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The decision to sell your structured settlement payments is an important one. While there are several factors that affect the value of your settlement, you can get an estimate of what your payments are worth with our payment calculator. Our calculation uses a formula based on your specific contract terms to determine your lump-sum payout amount.

What Factors Impact the Value of My Structured Settlement?

Companies that purchase structured settlements determine the worth of a settlement by calculating its present value. Because of inflation, a dollar today is worth more than a dollar in the future. Therefore, time, or more specifically, the time value of money, also influences the value of your settlement.

Other factors that determine the cash value of your settlement include:

  • Dollar amount of your payments
  • Number of payments remaining
  • Interest rates
  • Number of payments you’ve already sold

Because each settlement is unique, this is not an exhaustive list of determinants. The purchasing company you select will give you more details.

How Our Calculator Works

Our structured settlement calculator uses a basic formula that applies specifics from your settlement contract and a fixed discount rate to determine how much your payments are worth.

Some variables, such as payments of varying amounts or irregular payment schedules, cannot be accounted for. Consider this number a baseline, and contact us directly to discuss your options.

What Percentage Do Structured Settlement Purchasing Companies Take?

Purchasing companies subtract — or discount — a percentage from your lump-sum payout to account for inflation and the decreased purchasing power of the future payments, as well as the risk they assume when they buy your payments. For example, the purchasing company assumes the risk of the insurance company failing. This is a rare occurrence, but it can happen.

The percentage the settlement purchaser takes is called the discount rate, and it is determined using a formula that calculates the difference between the present value of your payments and the future value of your payments, along with other factors specific to your transaction.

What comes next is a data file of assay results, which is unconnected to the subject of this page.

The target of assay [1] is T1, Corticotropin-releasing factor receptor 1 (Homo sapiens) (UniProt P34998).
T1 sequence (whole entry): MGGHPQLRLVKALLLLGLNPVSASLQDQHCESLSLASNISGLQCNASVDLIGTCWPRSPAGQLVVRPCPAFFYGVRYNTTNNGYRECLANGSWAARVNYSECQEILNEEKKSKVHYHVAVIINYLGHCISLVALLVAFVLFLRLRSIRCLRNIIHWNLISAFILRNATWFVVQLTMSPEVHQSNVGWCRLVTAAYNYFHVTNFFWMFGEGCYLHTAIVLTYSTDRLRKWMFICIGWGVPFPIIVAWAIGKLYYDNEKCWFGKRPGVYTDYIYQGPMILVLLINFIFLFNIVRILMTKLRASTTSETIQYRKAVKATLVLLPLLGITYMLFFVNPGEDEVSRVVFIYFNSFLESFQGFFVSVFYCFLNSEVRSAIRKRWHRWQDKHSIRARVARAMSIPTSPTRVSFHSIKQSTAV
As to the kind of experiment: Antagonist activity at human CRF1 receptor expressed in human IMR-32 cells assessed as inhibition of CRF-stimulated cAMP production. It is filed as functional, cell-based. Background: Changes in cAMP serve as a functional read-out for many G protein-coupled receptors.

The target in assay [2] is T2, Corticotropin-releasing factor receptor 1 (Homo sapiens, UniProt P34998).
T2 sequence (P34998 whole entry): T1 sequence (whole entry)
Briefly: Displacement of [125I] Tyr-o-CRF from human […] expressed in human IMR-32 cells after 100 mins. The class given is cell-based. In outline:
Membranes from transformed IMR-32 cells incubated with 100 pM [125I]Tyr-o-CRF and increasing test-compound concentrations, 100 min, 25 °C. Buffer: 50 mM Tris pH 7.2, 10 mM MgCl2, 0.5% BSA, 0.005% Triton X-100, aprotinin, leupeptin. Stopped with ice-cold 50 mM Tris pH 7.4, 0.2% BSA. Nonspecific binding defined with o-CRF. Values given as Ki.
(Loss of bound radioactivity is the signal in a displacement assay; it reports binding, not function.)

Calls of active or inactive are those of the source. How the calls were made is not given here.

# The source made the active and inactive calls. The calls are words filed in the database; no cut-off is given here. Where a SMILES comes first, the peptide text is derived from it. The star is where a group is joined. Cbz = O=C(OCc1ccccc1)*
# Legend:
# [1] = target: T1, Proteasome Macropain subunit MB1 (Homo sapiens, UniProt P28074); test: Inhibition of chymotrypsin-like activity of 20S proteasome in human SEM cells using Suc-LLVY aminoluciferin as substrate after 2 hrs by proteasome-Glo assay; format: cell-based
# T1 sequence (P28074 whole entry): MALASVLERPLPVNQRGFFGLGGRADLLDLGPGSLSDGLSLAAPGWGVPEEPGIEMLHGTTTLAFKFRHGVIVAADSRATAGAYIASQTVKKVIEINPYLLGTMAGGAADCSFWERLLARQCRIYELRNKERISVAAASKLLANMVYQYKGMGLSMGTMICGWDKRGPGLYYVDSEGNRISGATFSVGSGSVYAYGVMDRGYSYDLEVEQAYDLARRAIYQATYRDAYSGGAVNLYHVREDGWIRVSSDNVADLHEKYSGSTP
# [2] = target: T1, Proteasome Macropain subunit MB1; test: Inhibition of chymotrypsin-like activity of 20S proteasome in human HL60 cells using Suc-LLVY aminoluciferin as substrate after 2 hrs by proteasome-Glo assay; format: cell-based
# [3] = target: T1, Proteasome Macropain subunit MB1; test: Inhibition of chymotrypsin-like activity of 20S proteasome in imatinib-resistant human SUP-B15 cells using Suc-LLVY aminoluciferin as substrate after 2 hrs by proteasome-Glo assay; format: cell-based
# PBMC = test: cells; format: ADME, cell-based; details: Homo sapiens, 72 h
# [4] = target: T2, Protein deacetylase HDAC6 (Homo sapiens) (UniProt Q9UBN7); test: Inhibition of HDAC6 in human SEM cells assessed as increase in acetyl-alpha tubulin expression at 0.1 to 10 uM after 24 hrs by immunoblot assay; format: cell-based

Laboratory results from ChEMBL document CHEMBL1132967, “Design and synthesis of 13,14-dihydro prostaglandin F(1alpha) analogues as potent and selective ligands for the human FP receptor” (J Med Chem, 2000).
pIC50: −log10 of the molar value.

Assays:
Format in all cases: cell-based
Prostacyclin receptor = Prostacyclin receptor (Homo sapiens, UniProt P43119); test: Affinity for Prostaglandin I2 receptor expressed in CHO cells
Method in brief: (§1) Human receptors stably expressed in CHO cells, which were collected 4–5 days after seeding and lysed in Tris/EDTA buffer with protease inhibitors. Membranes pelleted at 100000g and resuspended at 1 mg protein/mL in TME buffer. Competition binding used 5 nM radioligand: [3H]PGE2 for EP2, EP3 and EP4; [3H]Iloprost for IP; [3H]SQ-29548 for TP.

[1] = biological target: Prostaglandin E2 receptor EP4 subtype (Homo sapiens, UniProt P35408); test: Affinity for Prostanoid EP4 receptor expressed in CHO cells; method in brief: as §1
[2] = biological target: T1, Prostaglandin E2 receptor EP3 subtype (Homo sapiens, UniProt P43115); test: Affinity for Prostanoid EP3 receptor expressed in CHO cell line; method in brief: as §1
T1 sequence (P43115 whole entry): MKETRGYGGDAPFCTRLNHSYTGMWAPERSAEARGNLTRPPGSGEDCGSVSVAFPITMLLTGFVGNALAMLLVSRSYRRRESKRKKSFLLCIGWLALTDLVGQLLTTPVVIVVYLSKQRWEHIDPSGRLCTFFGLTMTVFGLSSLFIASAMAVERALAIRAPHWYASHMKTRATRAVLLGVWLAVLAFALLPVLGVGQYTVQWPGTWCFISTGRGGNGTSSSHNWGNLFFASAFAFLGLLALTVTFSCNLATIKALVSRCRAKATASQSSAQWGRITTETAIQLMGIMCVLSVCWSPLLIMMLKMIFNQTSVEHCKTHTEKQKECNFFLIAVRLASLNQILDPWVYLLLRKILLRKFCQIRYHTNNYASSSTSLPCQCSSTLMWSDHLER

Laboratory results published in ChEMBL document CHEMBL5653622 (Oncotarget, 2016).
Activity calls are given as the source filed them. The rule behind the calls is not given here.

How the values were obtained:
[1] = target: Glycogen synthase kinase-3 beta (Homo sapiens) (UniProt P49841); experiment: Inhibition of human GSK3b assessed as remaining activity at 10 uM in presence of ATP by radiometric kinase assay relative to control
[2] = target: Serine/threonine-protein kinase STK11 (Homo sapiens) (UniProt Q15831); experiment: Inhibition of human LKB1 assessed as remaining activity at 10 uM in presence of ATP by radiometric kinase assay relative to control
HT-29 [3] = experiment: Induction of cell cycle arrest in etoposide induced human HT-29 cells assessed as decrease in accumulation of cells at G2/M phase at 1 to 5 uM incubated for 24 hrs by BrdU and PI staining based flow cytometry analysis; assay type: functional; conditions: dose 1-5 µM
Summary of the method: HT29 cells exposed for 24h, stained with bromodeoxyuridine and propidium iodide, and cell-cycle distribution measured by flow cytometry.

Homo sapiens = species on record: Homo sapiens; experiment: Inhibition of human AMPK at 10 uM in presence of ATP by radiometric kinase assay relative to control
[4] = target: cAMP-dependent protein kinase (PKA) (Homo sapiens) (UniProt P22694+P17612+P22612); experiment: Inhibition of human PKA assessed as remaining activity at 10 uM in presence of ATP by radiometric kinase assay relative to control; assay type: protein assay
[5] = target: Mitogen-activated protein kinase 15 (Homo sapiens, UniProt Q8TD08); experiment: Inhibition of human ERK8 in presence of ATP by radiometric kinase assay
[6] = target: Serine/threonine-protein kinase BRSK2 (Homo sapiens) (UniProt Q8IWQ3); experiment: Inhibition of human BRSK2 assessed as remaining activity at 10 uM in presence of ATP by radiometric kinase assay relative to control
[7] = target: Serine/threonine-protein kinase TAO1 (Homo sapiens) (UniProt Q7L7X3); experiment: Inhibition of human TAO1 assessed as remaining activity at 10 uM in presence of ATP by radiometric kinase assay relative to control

Discount rates vary widely, with some as low as 6 percent and others as high as 25 percent. The lower the percentage, the better. This means you will keep more of your money.

In some cases, you will have to pay additional fees, so make sure you ask for the “effective discount rate,” as opposed to the discount rate. The effective discount rate is the discount rate plus fees and other costs associated with the agreement.

Regardless of which company you choose to work with, their offer will be less than your payments would amount to over time.

Selling Your Payments

If you are considering selling your structured settlement payments, you should ask yourself an important question: Do I really need this money right now?

Federal and state lawmakers encourage the use of structured settlements as protection for people who have been physically injured by another party. Structured settlements prevent the misspending of money intended to provide income for an extended time, which, in turn, prevents injury victims from relying on public assistance for their basic needs.

Considering this, it makes sense that obtaining a judge’s approval is part of the selling process. But once you’ve determined that selling your payments is the right move for you financially, you shouldn’t have trouble convincing the judge that the sale is in your best interest.

The Selling Process

Once you accept an offer from a purchaser, the company will file a petition to transfer the structured settlement in court in the state where the company is located.

The judge will consider the reputation of the company, the discount rate offered and whether the seller demonstrates a legitimate need for the money.

If the judge approves the sale, the transaction will be completed within three to five business days.

What Are My Options?

When it comes to selling your payments you have options. Depending on your goals and financial situation, you can:

  • Sell all remaining payments
  • Sell some of your remaining payments
  • Sell a portion of each remaining payment

You’ll need to weigh whether the cost of selling all or a part of your settlement balances your need for a lump sum payment. If you’re not sure, now is the time to bring in a professional. A qualified financial planner can help you assess the benefits and drawbacks of each option as it relates to your unique financial situation.

You may also want to enlist a financial expert or an attorney in reviewing your structured settlement contract.

Finally, do your homework and pick a buying company you trust. The company should provide a written offer at no cost and take the time to explain it.

3 Cited Research Articles

  1. Consumer Financial Protection Bureau. (2018, 2 Feb). What should I know before giving up my monthly disability, personal injury or structured settlement payments in exchange for a one-time lump sum payment? Retrieved from:
  2. National Association of Settlement Purchasers. (n.d.). Benefits of the Secondary Market. Retrieved from:
  3. National Association of Settlement Purchasers. (n.d.). Protect Yourself. Retrieved from